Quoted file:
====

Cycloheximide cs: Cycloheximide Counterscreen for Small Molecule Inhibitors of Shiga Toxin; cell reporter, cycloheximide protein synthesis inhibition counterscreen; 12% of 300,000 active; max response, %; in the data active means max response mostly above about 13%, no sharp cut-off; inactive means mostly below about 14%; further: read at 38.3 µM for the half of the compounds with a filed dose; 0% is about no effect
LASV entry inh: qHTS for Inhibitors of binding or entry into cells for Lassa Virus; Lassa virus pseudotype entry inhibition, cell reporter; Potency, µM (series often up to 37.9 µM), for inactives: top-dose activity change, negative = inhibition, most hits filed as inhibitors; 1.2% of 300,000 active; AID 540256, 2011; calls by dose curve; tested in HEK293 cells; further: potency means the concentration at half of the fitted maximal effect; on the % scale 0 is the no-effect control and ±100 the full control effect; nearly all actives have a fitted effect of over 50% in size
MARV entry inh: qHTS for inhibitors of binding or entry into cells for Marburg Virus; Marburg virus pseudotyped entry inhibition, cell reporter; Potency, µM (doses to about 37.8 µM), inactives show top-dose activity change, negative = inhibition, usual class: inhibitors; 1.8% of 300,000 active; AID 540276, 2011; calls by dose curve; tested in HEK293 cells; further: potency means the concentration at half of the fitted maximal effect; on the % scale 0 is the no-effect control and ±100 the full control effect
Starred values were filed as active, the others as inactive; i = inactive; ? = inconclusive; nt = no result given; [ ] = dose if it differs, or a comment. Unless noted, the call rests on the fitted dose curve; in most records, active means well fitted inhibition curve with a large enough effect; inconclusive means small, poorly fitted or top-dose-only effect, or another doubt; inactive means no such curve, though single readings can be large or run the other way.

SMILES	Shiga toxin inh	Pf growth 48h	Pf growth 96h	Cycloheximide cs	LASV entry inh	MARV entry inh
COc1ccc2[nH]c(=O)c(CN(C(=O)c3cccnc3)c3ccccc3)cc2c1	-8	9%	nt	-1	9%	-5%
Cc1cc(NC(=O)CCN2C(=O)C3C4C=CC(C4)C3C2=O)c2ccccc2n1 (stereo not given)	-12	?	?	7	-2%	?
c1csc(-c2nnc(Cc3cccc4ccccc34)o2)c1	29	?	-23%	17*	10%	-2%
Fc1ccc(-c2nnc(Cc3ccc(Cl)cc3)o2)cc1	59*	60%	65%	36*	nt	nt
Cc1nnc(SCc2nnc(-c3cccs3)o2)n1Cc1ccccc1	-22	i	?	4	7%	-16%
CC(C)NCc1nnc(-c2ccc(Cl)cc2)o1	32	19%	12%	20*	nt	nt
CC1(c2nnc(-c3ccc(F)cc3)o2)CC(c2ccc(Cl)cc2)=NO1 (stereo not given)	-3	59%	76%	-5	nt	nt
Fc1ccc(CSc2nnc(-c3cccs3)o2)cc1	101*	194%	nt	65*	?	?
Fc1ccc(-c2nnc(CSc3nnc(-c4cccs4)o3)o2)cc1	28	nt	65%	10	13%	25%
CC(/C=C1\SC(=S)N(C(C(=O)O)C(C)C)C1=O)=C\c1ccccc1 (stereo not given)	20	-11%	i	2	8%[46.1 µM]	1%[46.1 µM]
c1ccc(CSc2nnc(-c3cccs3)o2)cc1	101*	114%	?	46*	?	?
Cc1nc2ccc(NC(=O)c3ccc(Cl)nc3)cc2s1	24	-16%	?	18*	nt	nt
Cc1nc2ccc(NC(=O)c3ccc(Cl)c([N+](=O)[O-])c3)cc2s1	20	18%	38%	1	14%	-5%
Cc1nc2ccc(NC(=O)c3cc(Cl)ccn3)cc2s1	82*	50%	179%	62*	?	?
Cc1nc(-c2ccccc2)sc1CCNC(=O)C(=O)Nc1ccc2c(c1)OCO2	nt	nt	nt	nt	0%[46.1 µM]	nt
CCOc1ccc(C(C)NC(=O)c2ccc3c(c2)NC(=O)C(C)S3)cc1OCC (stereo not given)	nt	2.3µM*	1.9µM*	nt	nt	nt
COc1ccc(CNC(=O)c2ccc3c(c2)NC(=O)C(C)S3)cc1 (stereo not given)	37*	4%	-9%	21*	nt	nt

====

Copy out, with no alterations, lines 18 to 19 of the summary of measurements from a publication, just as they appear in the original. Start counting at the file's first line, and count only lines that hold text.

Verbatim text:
Cc1nc2ccc(NC(=O)c3ccc(Cl)c([N+](=O)[O-])c3)cc2s1	20	18%	38%	1	14%	-5%
Cc1nc2ccc(NC(=O)c3cc(Cl)ccn3)cc2s1	82*	50%	179%	62*	?	?